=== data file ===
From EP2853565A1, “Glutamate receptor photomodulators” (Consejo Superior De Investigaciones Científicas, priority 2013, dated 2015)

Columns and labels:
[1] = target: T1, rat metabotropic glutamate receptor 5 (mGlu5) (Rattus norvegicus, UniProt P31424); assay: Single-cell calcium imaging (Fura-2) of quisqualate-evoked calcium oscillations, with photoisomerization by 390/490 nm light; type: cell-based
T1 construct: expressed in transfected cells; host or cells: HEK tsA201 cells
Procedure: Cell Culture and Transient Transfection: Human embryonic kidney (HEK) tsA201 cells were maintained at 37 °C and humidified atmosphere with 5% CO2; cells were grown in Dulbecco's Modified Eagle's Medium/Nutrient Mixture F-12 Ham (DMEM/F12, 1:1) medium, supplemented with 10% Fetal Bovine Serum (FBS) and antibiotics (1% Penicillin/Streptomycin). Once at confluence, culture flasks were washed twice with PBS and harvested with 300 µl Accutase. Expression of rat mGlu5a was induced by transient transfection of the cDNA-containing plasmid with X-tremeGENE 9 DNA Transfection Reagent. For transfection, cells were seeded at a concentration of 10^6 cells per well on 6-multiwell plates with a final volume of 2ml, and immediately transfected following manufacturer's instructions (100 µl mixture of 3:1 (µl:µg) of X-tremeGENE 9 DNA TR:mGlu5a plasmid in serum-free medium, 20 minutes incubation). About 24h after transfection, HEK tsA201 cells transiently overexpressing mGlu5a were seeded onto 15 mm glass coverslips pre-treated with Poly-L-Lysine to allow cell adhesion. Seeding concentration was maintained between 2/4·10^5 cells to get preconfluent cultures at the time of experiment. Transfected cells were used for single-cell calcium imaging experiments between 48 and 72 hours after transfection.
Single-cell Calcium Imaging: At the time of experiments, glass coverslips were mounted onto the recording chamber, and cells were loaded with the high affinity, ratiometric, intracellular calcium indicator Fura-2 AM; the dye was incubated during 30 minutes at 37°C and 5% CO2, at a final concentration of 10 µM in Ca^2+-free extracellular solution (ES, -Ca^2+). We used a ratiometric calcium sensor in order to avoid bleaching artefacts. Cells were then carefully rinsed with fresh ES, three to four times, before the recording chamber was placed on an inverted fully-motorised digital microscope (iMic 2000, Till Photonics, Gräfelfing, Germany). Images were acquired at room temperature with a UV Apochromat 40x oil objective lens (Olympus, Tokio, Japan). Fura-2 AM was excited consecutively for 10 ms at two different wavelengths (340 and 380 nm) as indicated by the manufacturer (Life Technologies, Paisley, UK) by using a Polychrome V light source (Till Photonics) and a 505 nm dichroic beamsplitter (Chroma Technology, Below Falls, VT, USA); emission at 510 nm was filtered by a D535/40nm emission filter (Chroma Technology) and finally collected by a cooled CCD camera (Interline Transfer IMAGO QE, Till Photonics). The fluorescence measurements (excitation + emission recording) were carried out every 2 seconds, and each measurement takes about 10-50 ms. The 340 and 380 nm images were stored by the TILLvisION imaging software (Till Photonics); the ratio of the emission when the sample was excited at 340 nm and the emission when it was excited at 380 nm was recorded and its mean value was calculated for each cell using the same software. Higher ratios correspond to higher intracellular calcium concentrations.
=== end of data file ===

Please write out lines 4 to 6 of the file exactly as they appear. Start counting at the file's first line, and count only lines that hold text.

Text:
T1 construct: expressed in transfected cells; host or cells: HEK tsA201 cells
Procedure: Cell Culture and Transient Transfection: Human embryonic kidney (HEK) tsA201 cells were maintained at 37 °C and humidified atmosphere with 5% CO2; cells were grown in Dulbecco's Modified Eagle's Medium/Nutrient Mixture F-12 Ham (DMEM/F12, 1:1) medium, supplemented with 10% Fetal Bovine Serum (FBS) and antibiotics (1% Penicillin/Streptomycin). Once at confluence, culture flasks were washed twice with PBS and harvested with 300 µl Accutase. Expression of rat mGlu5a was induced by transient transfection of the cDNA-containing plasmid with X-tremeGENE 9 DNA Transfection Reagent. For transfection, cells were seeded at a concentration of 10^6 cells per well on 6-multiwell plates with a final volume of 2ml, and immediately transfected following manufacturer's instructions (100 µl mixture of 3:1 (µl:µg) of X-tremeGENE 9 DNA TR:mGlu5a plasmid in serum-free medium, 20 minutes incubation). About 24h after transfection, HEK tsA201 cells transiently overexpressing mGlu5a were seeded onto 15 mm glass coverslips pre-treated with Poly-L-Lysine to allow cell adhesion. Seeding concentration was maintained between 2/4·10^5 cells to get preconfluent cultures at the time of experiment. Transfected cells were used for single-cell calcium imaging experiments between 48 and 72 hours after transfection.
Single-cell Calcium Imaging: At the time of experiments, glass coverslips were mounted onto the recording chamber, and cells were loaded with the high affinity, ratiometric, intracellular calcium indicator Fura-2 AM; the dye was incubated during 30 minutes at 37°C and 5% CO2, at a final concentration of 10 µM in Ca^2+-free extracellular solution (ES, -Ca^2+). We used a ratiometric calcium sensor in order to avoid bleaching artefacts. Cells were then carefully rinsed with fresh ES, three to four times, before the recording chamber was placed on an inverted fully-motorised digital microscope (iMic 2000, Till Photonics, Gräfelfing, Germany). Images were acquired at room temperature with a UV Apochromat 40x oil objective lens (Olympus, Tokio, Japan). Fura-2 AM was excited consecutively for 10 ms at two different wavelengths (340 and 380 nm) as indicated by the manufacturer (Life Technologies, Paisley, UK) by using a Polychrome V light source (Till Photonics) and a 505 nm dichroic beamsplitter (Chroma Technology, Below Falls, VT, USA); emission at 510 nm was filtered by a D535/40nm emission filter (Chroma Technology) and finally collected by a cooled CCD camera (Interline Transfer IMAGO QE, Till Photonics). The fluorescence measurements (excitation + emission recording) were carried out every 2 seconds, and each measurement takes about 10-50 ms. The 340 and 380 nm images were stored by the TILLvisION imaging software (Till Photonics); the ratio of the emission when the sample was excited at 340 nm and the emission when it was excited at 380 nm was recorded and its mean value was calculated for each cell using the same software. Higher ratios correspond to higher intracellular calcium concentrations.